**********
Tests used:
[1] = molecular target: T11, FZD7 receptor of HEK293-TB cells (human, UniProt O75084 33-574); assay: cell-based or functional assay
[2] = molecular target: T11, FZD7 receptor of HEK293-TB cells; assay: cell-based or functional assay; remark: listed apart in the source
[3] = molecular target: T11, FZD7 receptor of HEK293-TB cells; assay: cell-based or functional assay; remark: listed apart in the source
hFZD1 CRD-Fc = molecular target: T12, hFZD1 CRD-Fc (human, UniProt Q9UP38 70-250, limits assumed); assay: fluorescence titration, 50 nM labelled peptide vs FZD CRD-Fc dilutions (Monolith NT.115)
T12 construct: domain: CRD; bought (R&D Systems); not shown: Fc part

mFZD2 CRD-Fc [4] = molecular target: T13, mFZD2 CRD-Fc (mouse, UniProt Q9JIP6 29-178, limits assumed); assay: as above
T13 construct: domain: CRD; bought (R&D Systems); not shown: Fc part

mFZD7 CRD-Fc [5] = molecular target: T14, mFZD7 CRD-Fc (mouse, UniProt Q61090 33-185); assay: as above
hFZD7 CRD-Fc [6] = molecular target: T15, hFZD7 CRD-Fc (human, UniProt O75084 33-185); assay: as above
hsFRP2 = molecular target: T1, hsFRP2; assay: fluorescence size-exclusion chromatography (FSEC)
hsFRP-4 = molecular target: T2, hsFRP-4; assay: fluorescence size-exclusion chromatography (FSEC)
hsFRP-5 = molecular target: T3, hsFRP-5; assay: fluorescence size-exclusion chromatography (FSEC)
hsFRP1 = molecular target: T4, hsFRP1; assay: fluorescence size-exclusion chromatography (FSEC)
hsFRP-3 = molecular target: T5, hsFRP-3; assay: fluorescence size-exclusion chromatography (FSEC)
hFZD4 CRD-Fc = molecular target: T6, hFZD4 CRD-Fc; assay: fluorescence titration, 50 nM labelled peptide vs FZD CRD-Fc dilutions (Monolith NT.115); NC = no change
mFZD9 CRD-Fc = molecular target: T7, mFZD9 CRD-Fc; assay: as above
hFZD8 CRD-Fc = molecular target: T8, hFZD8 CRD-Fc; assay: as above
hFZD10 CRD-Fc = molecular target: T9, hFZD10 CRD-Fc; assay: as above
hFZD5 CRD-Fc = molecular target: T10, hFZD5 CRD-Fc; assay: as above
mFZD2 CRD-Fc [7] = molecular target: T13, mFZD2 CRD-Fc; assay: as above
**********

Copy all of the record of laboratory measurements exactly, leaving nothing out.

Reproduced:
Tests used:
[1] = molecular target: T11, FZD7 receptor of HEK293-TB cells (human, UniProt O75084 33-574); assay: cell-based or functional assay
[2] = molecular target: T11, FZD7 receptor of HEK293-TB cells; assay: cell-based or functional assay; remark: listed apart in the source
[3] = molecular target: T11, FZD7 receptor of HEK293-TB cells; assay: cell-based or functional assay; remark: listed apart in the source
hFZD1 CRD-Fc = molecular target: T12, hFZD1 CRD-Fc (human, UniProt Q9UP38 70-250, limits assumed); assay: fluorescence titration, 50 nM labelled peptide vs FZD CRD-Fc dilutions (Monolith NT.115)
T12 construct: domain: CRD; bought (R&D Systems); not shown: Fc part

mFZD2 CRD-Fc [4] = molecular target: T13, mFZD2 CRD-Fc (mouse, UniProt Q9JIP6 29-178, limits assumed); assay: as above
T13 construct: domain: CRD; bought (R&D Systems); not shown: Fc part

mFZD7 CRD-Fc [5] = molecular target: T14, mFZD7 CRD-Fc (mouse, UniProt Q61090 33-185); assay: as above
hFZD7 CRD-Fc [6] = molecular target: T15, hFZD7 CRD-Fc (human, UniProt O75084 33-185); assay: as above
hsFRP2 = molecular target: T1, hsFRP2; assay: fluorescence size-exclusion chromatography (FSEC)
hsFRP-4 = molecular target: T2, hsFRP-4; assay: fluorescence size-exclusion chromatography (FSEC)
hsFRP-5 = molecular target: T3, hsFRP-5; assay: fluorescence size-exclusion chromatography (FSEC)
hsFRP1 = molecular target: T4, hsFRP1; assay: fluorescence size-exclusion chromatography (FSEC)
hsFRP-3 = molecular target: T5, hsFRP-3; assay: fluorescence size-exclusion chromatography (FSEC)
hFZD4 CRD-Fc = molecular target: T6, hFZD4 CRD-Fc; assay: fluorescence titration, 50 nM labelled peptide vs FZD CRD-Fc dilutions (Monolith NT.115); NC = no change
mFZD9 CRD-Fc = molecular target: T7, mFZD9 CRD-Fc; assay: as above
hFZD8 CRD-Fc = molecular target: T8, hFZD8 CRD-Fc; assay: as above
hFZD10 CRD-Fc = molecular target: T9, hFZD10 CRD-Fc; assay: as above
hFZD5 CRD-Fc = molecular target: T10, hFZD5 CRD-Fc; assay: as above
mFZD2 CRD-Fc [7] = molecular target: T13, mFZD2 CRD-Fc; assay: as above